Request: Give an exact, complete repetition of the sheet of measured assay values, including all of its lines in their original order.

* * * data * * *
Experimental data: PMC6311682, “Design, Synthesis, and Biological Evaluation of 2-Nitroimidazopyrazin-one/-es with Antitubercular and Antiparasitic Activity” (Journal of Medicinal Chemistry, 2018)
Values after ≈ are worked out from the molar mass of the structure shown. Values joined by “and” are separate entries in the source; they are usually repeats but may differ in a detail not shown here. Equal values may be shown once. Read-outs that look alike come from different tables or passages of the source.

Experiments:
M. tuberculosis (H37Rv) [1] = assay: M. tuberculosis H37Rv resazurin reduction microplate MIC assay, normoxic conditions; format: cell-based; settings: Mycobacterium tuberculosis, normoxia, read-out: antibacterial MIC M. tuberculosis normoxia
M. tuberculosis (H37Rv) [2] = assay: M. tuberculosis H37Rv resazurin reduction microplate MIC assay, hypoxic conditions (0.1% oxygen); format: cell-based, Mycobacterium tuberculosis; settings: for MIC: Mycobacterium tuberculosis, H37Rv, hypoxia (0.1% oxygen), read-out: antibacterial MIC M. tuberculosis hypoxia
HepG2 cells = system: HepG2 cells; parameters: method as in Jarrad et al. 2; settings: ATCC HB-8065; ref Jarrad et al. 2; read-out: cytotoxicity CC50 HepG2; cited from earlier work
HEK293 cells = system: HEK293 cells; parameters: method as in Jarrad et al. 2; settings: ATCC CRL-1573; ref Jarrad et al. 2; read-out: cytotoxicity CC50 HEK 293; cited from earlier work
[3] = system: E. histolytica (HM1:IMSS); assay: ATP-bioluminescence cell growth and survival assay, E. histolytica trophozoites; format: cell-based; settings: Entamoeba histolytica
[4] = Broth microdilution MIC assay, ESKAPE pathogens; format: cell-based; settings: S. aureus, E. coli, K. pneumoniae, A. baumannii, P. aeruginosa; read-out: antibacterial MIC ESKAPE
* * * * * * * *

Experimental data: PMC6311682, “Design, Synthesis, and Biological Evaluation of 2-Nitroimidazopyrazin-one/-es with Antitubercular and Antiparasitic Activity” (Journal of Medicinal Chemistry, 2018)
Values after ≈ are worked out from the molar mass of the structure shown. Values joined by “and” are separate entries in the source; they are usually repeats but may differ in a detail not shown here. Equal values may be shown once. Read-outs that look alike come from different tables or passages of the source.

Experiments:
M. tuberculosis (H37Rv) [1] = assay: M. tuberculosis H37Rv resazurin reduction microplate MIC assay, normoxic conditions; format: cell-based; settings: Mycobacterium tuberculosis, normoxia, read-out: antibacterial MIC M. tuberculosis normoxia
M. tuberculosis (H37Rv) [2] = assay: M. tuberculosis H37Rv resazurin reduction microplate MIC assay, hypoxic conditions (0.1% oxygen); format: cell-based, Mycobacterium tuberculosis; settings: for MIC: Mycobacterium tuberculosis, H37Rv, hypoxia (0.1% oxygen), read-out: antibacterial MIC M. tuberculosis hypoxia
HepG2 cells = system: HepG2 cells; parameters: method as in Jarrad et al. 2; settings: ATCC HB-8065; ref Jarrad et al. 2; read-out: cytotoxicity CC50 HepG2; cited from earlier work
HEK293 cells = system: HEK293 cells; parameters: method as in Jarrad et al. 2; settings: ATCC CRL-1573; ref Jarrad et al. 2; read-out: cytotoxicity CC50 HEK 293; cited from earlier work
[3] = system: E. histolytica (HM1:IMSS); assay: ATP-bioluminescence cell growth and survival assay, E. histolytica trophozoites; format: cell-based; settings: Entamoeba histolytica
[4] = Broth microdilution MIC assay, ESKAPE pathogens; format: cell-based; settings: S. aureus, E. coli, K. pneumoniae, A. baumannii, P. aeruginosa; read-out: antibacterial MIC ESKAPE